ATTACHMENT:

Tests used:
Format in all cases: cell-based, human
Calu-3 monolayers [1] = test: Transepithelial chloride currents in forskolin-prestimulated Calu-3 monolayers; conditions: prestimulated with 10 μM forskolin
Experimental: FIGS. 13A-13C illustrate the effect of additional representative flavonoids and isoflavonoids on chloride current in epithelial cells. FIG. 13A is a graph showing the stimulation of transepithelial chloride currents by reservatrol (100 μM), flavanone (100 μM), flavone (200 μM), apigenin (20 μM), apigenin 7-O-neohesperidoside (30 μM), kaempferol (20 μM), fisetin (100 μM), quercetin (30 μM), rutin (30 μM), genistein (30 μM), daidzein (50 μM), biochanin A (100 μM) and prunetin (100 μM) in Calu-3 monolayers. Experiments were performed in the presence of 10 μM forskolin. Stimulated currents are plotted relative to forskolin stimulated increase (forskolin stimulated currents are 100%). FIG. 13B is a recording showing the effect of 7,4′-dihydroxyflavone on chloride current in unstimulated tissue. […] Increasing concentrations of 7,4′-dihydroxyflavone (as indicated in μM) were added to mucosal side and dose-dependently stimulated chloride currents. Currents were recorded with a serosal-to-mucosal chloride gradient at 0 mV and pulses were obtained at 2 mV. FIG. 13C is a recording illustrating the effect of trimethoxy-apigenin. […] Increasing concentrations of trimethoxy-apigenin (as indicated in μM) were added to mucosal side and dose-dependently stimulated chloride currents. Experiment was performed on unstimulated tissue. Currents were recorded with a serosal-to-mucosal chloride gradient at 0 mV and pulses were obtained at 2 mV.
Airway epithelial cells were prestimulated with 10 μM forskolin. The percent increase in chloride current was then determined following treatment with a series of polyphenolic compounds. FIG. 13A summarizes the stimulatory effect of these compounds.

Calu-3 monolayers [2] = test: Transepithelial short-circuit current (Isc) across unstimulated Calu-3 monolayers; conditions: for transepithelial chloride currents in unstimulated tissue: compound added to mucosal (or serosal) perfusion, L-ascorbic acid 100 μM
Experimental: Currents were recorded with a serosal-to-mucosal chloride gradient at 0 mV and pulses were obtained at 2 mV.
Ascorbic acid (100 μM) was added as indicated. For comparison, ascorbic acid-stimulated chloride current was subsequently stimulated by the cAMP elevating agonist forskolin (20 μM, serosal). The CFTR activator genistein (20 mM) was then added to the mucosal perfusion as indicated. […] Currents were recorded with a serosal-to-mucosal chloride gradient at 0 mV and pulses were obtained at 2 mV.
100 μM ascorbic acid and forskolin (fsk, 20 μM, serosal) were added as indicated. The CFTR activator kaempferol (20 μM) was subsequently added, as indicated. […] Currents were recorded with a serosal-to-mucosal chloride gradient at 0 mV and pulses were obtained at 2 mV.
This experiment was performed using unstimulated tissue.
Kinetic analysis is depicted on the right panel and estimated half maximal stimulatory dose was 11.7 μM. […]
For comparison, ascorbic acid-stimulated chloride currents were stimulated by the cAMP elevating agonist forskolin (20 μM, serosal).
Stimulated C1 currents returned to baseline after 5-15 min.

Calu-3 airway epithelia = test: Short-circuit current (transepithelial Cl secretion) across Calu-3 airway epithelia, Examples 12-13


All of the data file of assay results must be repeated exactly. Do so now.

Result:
Tests used:
Format in all cases: cell-based, human
Calu-3 monolayers [1] = test: Transepithelial chloride currents in forskolin-prestimulated Calu-3 monolayers; conditions: prestimulated with 10 μM forskolin
Experimental: FIGS. 13A-13C illustrate the effect of additional representative flavonoids and isoflavonoids on chloride current in epithelial cells. FIG. 13A is a graph showing the stimulation of transepithelial chloride currents by reservatrol (100 μM), flavanone (100 μM), flavone (200 μM), apigenin (20 μM), apigenin 7-O-neohesperidoside (30 μM), kaempferol (20 μM), fisetin (100 μM), quercetin (30 μM), rutin (30 μM), genistein (30 μM), daidzein (50 μM), biochanin A (100 μM) and prunetin (100 μM) in Calu-3 monolayers. Experiments were performed in the presence of 10 μM forskolin. Stimulated currents are plotted relative to forskolin stimulated increase (forskolin stimulated currents are 100%). FIG. 13B is a recording showing the effect of 7,4′-dihydroxyflavone on chloride current in unstimulated tissue. […] Increasing concentrations of 7,4′-dihydroxyflavone (as indicated in μM) were added to mucosal side and dose-dependently stimulated chloride currents. Currents were recorded with a serosal-to-mucosal chloride gradient at 0 mV and pulses were obtained at 2 mV. FIG. 13C is a recording illustrating the effect of trimethoxy-apigenin. […] Increasing concentrations of trimethoxy-apigenin (as indicated in μM) were added to mucosal side and dose-dependently stimulated chloride currents. Experiment was performed on unstimulated tissue. Currents were recorded with a serosal-to-mucosal chloride gradient at 0 mV and pulses were obtained at 2 mV.
Airway epithelial cells were prestimulated with 10 μM forskolin. The percent increase in chloride current was then determined following treatment with a series of polyphenolic compounds. FIG. 13A summarizes the stimulatory effect of these compounds.

Calu-3 monolayers [2] = test: Transepithelial short-circuit current (Isc) across unstimulated Calu-3 monolayers; conditions: for transepithelial chloride currents in unstimulated tissue: compound added to mucosal (or serosal) perfusion, L-ascorbic acid 100 μM
Experimental: Currents were recorded with a serosal-to-mucosal chloride gradient at 0 mV and pulses were obtained at 2 mV.
Ascorbic acid (100 μM) was added as indicated. For comparison, ascorbic acid-stimulated chloride current was subsequently stimulated by the cAMP elevating agonist forskolin (20 μM, serosal). The CFTR activator genistein (20 mM) was then added to the mucosal perfusion as indicated. […] Currents were recorded with a serosal-to-mucosal chloride gradient at 0 mV and pulses were obtained at 2 mV.
100 μM ascorbic acid and forskolin (fsk, 20 μM, serosal) were added as indicated. The CFTR activator kaempferol (20 μM) was subsequently added, as indicated. […] Currents were recorded with a serosal-to-mucosal chloride gradient at 0 mV and pulses were obtained at 2 mV.
This experiment was performed using unstimulated tissue.
Kinetic analysis is depicted on the right panel and estimated half maximal stimulatory dose was 11.7 μM. […]
For comparison, ascorbic acid-stimulated chloride currents were stimulated by the cAMP elevating agonist forskolin (20 μM, serosal).
Stimulated C1 currents returned to baseline after 5-15 min.

Calu-3 airway epithelia = test: Short-circuit current (transepithelial Cl secretion) across Calu-3 airway epithelia, Examples 12-13